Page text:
With its 5,000-year-old history, Shandong Province is considered one of the birthplaces of Chinese civilization.
Shandong is situated in the eastern part of China on the lower reaches of the Yellow River. It borders the Bohai and Huanghai seas to the east, overlooking the Korean Peninsula and the Japan Archipelago across a vast stretch of sea. The province has a population of more than 90 million spread over a total area of 156,000 square kilometers.
Many historical figures have called Shandong home, including Confucius, whose influence on China's culture and society is felt to this day. A visit to the Confucius Temple, the Confucius Mansion and the Confucius Cemetery in Qufu is one of the best ways to find out more about the great thinker.
Shandong is endowed with numerous scenic spots, bursting with natural beauty and cultural flavor.
The inscriptions on the clay pots unearthed at Dawenkou and Dinggongcun are believed to bear the earliest Chinese written language.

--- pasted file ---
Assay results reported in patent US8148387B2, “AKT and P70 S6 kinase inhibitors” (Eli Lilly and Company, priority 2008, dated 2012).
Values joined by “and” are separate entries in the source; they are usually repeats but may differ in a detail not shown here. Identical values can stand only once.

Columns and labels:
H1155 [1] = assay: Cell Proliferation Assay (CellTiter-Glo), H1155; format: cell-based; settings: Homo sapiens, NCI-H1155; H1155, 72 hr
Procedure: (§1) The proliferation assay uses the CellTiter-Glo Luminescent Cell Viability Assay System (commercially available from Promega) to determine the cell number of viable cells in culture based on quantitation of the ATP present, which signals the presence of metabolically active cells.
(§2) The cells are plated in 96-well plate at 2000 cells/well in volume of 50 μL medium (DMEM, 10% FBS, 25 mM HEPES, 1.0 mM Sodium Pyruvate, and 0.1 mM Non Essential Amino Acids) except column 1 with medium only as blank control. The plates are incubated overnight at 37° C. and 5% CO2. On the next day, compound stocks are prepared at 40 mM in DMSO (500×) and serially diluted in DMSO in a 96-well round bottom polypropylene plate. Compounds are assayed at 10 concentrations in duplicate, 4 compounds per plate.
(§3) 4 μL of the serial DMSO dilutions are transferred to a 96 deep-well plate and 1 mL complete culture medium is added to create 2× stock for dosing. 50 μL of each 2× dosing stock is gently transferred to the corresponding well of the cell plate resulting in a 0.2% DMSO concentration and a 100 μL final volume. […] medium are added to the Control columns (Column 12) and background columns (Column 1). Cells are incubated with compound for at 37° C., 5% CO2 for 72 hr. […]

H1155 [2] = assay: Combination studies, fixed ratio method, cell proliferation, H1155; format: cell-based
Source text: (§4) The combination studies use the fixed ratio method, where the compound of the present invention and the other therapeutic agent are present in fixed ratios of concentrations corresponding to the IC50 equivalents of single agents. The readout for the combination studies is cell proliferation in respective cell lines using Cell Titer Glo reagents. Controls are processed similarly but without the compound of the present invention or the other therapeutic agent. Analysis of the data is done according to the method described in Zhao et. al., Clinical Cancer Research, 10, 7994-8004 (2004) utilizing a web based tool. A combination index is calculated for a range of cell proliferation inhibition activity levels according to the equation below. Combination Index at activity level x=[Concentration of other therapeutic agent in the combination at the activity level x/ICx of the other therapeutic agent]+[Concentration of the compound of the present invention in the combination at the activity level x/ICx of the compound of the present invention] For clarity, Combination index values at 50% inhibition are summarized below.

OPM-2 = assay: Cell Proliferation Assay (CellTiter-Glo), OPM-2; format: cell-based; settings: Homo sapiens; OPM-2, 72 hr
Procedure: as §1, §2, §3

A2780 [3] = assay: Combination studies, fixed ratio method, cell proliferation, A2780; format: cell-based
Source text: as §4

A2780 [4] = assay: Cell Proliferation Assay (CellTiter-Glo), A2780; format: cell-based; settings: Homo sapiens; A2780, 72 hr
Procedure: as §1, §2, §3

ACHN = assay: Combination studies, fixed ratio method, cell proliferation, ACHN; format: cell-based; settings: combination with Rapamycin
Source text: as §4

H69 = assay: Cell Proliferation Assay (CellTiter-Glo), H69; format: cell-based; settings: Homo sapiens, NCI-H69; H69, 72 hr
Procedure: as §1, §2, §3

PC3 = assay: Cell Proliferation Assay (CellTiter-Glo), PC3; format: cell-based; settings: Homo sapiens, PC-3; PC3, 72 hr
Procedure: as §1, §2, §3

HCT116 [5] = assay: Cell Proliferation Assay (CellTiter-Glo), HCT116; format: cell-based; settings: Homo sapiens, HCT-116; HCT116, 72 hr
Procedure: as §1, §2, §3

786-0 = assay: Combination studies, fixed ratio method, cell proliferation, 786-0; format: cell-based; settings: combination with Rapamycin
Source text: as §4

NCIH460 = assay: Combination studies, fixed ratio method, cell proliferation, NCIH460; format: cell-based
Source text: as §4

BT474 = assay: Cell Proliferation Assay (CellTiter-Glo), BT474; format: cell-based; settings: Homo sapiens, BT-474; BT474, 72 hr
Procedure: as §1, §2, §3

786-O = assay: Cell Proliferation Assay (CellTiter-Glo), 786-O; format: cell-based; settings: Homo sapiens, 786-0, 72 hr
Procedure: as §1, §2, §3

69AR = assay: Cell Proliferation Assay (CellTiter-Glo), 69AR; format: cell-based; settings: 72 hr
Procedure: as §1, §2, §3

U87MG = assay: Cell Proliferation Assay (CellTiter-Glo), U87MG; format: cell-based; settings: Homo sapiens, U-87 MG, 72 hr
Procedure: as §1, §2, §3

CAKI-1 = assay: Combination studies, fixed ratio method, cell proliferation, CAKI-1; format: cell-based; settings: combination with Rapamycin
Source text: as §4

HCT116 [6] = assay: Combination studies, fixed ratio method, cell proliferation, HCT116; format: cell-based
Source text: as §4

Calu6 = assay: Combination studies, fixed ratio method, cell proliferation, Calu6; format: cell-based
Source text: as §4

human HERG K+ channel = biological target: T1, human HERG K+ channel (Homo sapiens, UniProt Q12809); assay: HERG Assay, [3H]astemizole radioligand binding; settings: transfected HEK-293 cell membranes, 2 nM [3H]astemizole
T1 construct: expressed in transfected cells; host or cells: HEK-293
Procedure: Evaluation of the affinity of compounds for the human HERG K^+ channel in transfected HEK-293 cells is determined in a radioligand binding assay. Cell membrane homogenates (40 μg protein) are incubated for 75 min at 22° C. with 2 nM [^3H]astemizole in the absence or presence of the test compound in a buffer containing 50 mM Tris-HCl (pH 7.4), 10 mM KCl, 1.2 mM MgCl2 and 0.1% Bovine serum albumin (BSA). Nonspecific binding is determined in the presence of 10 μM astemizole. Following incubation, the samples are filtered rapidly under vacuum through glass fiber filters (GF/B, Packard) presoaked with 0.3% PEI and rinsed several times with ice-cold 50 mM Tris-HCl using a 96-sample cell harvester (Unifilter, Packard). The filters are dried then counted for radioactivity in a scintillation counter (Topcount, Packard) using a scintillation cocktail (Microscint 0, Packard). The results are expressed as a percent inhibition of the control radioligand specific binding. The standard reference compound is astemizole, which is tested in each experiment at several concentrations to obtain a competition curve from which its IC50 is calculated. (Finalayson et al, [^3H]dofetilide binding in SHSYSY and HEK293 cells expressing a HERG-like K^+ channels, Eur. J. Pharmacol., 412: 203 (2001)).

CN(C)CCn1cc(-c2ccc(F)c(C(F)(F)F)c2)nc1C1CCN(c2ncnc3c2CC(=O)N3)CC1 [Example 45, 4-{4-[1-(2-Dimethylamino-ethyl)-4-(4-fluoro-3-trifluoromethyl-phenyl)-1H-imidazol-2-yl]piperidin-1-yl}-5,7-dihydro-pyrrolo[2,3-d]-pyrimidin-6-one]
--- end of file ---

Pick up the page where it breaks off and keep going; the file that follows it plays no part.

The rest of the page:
Portions of the Great Wall in Shandong, built during the Spring and Autumn Period (770-476 BC), are believed to be some of the oldest sections of the entire wall.
Shandong is also blessed with beautiful landscapes. Some of the most famous spots are Mount Tai, Laoshan Mountain and the seaside of the Jiaodong Peninsula. Mount Tai is known as the place where ancient kings paid their respects to the sky.
In 1987 and 1994, respectively, Mount Tai and the Confucian landmarks in Qufu were inducted onto the World Cultural and Natural Heritage List by UNESCO. Jinan, Shandong's provincial capital, is one of the most famous and historical cities in China. It gets its name, "Spring City", from the many natural springs there.
Shandong is also known as the birthplace of China's pottery, porcelain and silk. Throughout the province, tourists can find traditional items like the clocks and watches of Yantai, the porcelain of Zibo, the kites of Weifang, and the shell-carving of Qingdao.